As a result, in the so-called “war for talent,” professionals who can offer a
differentiated skill set for a particular project will have a leg up in the freelance marketplace.
Second: today’s in-demand skills won’t be tomorrow’s.
If you’re comfortable moving swiftly from one job to another, you may have an easier time staying up to date in the freelance economy–by picking up fresh skills and experience with each new project.
And today’s freelancers have already learned this lesson as they are skilling up
more quickly than their traditionally employed counterparts.
Third: a solo-preneurial mindset.
Becoming a freelancer is a lot like running a business, except that you are the startup. Like any good business model, your goal is to build a long-term profitable company that’s steady, stable, and not particularly risky to run.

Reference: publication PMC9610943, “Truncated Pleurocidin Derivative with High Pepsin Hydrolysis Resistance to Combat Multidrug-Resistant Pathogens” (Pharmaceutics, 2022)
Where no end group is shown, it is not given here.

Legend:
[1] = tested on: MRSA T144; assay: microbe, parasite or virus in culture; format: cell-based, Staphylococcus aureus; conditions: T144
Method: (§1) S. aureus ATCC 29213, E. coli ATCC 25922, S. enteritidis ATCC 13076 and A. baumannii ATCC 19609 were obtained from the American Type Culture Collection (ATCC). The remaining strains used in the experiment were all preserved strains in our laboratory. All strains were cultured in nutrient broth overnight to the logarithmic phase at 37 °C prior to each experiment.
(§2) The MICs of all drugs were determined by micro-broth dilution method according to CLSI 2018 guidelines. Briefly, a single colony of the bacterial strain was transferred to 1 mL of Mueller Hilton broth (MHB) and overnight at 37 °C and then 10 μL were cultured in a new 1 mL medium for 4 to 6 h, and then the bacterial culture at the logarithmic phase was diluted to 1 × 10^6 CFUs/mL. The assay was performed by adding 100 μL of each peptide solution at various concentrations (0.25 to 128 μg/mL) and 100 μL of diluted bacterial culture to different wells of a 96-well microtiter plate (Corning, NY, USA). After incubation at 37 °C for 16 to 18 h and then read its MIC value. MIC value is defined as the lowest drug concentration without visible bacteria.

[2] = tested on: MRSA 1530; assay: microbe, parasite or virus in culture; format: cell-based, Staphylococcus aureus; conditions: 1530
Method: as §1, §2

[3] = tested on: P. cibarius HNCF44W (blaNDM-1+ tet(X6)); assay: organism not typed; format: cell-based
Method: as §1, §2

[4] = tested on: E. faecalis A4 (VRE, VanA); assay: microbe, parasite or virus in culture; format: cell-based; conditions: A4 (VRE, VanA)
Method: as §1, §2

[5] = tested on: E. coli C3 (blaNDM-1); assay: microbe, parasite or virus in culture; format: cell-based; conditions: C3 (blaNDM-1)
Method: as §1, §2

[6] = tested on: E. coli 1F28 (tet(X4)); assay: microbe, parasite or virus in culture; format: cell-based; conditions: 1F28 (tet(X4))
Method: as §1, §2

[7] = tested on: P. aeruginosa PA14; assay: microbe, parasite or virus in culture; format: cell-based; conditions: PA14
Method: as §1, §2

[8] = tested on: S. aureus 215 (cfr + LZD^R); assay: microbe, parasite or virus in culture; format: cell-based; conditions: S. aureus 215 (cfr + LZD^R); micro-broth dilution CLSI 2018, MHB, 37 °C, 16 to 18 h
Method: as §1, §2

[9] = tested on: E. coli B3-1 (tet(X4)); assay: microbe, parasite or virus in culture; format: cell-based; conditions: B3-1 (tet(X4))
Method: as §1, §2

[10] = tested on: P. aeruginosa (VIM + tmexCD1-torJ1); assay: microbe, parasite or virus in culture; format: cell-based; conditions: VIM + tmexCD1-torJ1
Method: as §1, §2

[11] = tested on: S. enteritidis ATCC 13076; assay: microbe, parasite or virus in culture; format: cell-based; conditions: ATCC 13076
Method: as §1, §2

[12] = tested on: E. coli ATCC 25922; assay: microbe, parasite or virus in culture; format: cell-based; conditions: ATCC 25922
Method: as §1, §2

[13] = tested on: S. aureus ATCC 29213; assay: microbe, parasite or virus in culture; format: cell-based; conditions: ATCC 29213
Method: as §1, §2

So it’s important to think like “solopreneur,” rather than
someone haphazardly picking up one gig, and then the next, and then the next.
Freelancing meets 3 needs for professionals:
- The need for freedom of where work is and how it’s done
- The need for building work around life (flexibility)
- The need to control money to live life
Companies everywhere are looking for talent. And those with talents and skills that are in high demand can pretty much control their work life: where they work, how they work, compensation packages, and a host of other specifications about their work life.
This is a huge opportunity for freelancers, if they keep current with demand and continue to enhance and expand their skills.
So, regardless if freelancers will or will make up the majority of the workforce,
the number of people that are making the leap keeps on growing…
Want to become an HR freelancer?
Join our upcoming HRbuilders workshop December 13th (Mechelen): To Freelance or not to freelance
Registration is free >> info via this link
Want to join our HRbuilders freelance community?
Reach out to our HRbuilders #dreamteam: Nancy, Isabelle, Tama, Sofia, Cecile, Sigrun, Sofie or Jennifer
Talk to you next week!